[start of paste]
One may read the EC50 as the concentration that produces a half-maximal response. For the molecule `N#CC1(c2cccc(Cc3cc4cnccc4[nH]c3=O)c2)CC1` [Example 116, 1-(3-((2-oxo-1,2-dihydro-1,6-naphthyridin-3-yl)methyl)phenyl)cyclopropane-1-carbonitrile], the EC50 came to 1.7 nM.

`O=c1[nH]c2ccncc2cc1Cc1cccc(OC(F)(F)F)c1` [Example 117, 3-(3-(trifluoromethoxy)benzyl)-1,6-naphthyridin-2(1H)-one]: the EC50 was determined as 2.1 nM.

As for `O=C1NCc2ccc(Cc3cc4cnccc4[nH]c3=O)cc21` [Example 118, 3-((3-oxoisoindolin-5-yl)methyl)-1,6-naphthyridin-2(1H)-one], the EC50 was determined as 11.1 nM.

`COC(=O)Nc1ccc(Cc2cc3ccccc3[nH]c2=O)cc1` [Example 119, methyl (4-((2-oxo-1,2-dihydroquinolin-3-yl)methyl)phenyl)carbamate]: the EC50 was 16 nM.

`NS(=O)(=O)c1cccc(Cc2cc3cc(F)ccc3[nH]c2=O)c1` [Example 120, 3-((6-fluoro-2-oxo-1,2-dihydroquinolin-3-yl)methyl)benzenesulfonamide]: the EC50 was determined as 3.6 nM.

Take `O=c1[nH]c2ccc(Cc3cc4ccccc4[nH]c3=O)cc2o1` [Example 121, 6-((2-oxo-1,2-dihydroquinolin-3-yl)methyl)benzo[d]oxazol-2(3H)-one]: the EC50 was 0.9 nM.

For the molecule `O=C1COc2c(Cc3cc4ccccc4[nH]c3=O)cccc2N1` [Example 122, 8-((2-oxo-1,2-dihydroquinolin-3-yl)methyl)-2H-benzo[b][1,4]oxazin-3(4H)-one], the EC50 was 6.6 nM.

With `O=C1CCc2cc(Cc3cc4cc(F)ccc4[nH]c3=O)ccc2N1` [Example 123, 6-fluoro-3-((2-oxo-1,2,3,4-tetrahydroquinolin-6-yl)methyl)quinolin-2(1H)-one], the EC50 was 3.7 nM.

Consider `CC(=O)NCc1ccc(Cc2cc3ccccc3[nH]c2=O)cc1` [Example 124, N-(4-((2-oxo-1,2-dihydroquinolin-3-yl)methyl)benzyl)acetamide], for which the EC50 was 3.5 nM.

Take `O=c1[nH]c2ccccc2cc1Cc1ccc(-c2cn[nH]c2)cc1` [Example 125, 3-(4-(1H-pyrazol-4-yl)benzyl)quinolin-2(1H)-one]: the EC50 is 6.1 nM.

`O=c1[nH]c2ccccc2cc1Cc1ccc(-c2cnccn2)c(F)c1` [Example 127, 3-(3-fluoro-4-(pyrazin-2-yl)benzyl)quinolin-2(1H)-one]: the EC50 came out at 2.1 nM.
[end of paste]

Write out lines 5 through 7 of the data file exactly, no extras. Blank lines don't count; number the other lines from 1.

`NS(=O)(=O)c1cccc(Cc2cc3cc(F)ccc3[nH]c2=O)c1` [Example 120, 3-((6-fluoro-2-oxo-1,2-dihydroquinolin-3-yl)methyl)benzenesulfonamide]: the EC50 was determined as 3.6 nM.

Take `O=c1[nH]c2ccc(Cc3cc4ccccc4[nH]c3=O)cc2o1` [Example 121, 6-((2-oxo-1,2-dihydroquinolin-3-yl)methyl)benzo[d]oxazol-2(3H)-one]: the EC50 was 0.9 nM.

For the molecule `O=C1COc2c(Cc3cc4ccccc4[nH]c3=O)cccc2N1` [Example 122, 8-((2-oxo-1,2-dihydroquinolin-3-yl)methyl)-2H-benzo[b][1,4]oxazin-3(4H)-one], the EC50 was 6.6 nM.